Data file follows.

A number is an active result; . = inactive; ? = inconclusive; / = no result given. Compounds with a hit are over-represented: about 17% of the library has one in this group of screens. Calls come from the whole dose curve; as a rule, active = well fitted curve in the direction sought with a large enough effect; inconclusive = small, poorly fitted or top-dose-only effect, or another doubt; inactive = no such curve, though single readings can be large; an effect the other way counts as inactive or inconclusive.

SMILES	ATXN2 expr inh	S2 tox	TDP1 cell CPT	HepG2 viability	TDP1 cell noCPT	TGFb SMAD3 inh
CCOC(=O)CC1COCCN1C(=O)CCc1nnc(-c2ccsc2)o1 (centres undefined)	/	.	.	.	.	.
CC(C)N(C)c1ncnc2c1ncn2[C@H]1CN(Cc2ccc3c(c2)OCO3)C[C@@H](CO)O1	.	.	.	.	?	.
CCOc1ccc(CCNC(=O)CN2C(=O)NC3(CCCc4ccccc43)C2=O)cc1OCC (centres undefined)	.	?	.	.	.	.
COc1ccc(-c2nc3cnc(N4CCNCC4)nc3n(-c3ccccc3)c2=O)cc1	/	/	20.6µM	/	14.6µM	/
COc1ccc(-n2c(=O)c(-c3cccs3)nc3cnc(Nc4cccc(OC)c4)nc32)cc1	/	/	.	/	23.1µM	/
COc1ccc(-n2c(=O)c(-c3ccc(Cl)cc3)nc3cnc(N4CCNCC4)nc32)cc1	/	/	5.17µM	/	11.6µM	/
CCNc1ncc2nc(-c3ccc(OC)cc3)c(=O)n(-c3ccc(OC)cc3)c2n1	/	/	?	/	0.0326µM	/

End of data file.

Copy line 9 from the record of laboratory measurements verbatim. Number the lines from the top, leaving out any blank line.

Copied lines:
CCNc1ncc2nc(-c3ccc(OC)cc3)c(=O)n(-c3ccc(OC)cc3)c2n1	/	/	?	/	0.0326µM	/